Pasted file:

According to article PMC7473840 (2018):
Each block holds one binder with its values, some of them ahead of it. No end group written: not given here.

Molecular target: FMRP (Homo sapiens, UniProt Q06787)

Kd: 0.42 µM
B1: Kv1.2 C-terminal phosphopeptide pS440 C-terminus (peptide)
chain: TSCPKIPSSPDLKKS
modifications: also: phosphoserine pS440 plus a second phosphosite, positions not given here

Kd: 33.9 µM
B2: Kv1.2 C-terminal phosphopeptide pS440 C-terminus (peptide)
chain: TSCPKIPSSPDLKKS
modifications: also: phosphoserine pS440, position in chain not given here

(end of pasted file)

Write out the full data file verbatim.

According to article PMC7473840 (2018):
Each block holds one binder with its values, some of them ahead of it. No end group written: not given here.

Molecular target: FMRP (Homo sapiens, UniProt Q06787)

Kd: 0.42 µM
B1: Kv1.2 C-terminal phosphopeptide pS440 C-terminus (peptide)
chain: TSCPKIPSSPDLKKS
modifications: also: phosphoserine pS440 plus a second phosphosite, positions not given here

Kd: 33.9 µM
B2: Kv1.2 C-terminal phosphopeptide pS440 C-terminus (peptide)
chain: TSCPKIPSSPDLKKS
modifications: also: phosphoserine pS440, position in chain not given here